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J Plast Reconstr Aesthet Surg. 2011 Dec;64(12):1684-6. doi: 10.1016/j.bjps.2011.04.024. Epub 2011 Jul 22.

Ductal carcinoma in situ of the male breast presenting as adolescent unilateral gynaecomastia.

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Plastic Surgery Department, John Radcliffe Hospital, West Wing, Headley Way, Headington, Oxford OX3 9DU, United Kingdom.


A 17 year old male patient was referred to the breast surgery service with a unilateral swelling of the left breast. Subsequent evaluation led to discharge with a diagnosis of adolescent gynaecomastia. Four years later the same patient was referred back to the breast surgery service and the referral was turned down without a consultation as the surgical treatment of gynaecomastia was not funded by the local Primary Care Trust (PCT). Three years following, this now 24 year old gentleman was referred to the Plastic surgery service at the Hospital Trust where he had been initially referred as a 17 year old. He underwent a nipple sparing mastectomy through a peri-areolar incision. The histology amounted to a diagnosis of ductal carcinoma in situ (DCIS). A literature review revealed the rarity of pure DCIS in the adolescent male. The variation in availability of treatments across the National Health Service in England has lead to a "postcode lottery" due to "rationing" decisions being made by individual Primary Care Trusts. "Action on Plastic Surgery", an NHS Modernisation Agency document, was designed as an aid to PCT's making funding decisions on Plastic Surgery patients in 2005. The case described in this report illustrates the difficulty in clinical diagnosis of a male breast lump. This persistent lesion was sampled on 2 separate occasions with fine needle aspiration, neither aspirate raising the possibility of DCIS. In conclusion this case describes a rare pre-malignant condition of the male breast. Complete histology of such a lump is the only conclusive investigation necessary and the limitations put upon the surgeon by the "rationing" of such treatment must be overcome on clinical grounds.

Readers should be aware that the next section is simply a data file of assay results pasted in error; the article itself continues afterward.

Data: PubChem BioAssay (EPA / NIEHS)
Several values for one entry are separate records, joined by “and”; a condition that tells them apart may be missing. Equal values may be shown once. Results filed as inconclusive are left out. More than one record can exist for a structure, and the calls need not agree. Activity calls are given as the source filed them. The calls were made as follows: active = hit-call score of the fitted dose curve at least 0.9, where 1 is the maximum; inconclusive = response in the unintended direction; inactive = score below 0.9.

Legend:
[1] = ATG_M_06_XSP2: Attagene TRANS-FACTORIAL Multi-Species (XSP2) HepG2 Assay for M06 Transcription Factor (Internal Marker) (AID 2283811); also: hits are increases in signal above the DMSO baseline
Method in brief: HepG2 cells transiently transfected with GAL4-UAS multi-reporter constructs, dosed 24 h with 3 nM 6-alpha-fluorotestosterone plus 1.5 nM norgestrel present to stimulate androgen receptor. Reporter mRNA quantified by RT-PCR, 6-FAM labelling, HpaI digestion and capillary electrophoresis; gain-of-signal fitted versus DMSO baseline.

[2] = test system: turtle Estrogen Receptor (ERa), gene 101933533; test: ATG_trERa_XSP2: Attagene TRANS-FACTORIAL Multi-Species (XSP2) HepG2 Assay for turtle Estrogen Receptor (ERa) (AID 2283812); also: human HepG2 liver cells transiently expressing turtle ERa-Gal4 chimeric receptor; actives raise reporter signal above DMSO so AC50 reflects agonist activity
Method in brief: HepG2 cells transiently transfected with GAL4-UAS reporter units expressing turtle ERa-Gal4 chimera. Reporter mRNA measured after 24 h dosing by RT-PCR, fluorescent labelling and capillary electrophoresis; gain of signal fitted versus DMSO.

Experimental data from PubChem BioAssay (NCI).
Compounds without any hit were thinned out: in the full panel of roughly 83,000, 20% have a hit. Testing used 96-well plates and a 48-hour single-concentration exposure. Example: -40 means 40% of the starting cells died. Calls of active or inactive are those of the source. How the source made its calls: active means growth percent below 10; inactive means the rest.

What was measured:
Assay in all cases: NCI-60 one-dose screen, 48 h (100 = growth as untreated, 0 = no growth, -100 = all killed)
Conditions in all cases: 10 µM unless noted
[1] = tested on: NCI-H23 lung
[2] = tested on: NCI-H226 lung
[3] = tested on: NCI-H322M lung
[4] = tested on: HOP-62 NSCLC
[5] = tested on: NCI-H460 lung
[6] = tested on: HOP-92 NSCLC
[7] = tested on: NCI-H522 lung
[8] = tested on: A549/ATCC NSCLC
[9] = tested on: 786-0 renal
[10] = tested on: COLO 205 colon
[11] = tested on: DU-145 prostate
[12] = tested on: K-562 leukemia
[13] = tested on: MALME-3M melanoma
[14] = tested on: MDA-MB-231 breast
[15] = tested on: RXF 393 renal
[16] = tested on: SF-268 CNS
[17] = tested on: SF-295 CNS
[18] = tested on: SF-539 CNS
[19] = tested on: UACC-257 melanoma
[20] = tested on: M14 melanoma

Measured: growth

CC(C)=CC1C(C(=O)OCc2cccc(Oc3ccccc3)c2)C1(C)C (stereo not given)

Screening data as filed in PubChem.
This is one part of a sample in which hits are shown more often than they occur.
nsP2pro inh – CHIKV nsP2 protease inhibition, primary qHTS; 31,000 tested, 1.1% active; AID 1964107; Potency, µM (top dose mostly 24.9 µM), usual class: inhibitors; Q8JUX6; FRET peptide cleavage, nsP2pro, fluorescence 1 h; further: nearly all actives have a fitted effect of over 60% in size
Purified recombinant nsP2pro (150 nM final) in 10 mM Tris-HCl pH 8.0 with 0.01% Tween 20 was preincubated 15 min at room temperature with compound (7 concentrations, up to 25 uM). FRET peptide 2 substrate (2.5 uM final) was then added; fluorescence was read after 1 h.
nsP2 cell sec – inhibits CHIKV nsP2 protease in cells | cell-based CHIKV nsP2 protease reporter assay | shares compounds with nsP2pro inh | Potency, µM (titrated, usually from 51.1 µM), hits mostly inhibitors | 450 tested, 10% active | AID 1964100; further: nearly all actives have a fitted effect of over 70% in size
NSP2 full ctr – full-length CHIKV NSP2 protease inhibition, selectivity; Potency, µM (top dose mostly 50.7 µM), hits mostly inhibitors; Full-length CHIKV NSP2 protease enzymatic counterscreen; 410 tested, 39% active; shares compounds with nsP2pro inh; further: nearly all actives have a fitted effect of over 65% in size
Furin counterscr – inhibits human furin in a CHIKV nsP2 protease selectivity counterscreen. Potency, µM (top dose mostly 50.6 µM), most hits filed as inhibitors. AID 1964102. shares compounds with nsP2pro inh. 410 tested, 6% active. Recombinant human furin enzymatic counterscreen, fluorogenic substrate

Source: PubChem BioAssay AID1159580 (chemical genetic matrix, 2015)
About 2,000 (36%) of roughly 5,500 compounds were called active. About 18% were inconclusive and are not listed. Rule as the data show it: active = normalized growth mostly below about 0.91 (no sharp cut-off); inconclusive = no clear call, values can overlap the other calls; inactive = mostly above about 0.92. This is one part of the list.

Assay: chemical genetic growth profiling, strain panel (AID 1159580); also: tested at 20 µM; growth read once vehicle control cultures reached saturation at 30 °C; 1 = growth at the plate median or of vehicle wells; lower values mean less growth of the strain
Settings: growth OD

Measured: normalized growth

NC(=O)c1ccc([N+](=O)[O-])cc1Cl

[Indexed for MEDLINE]

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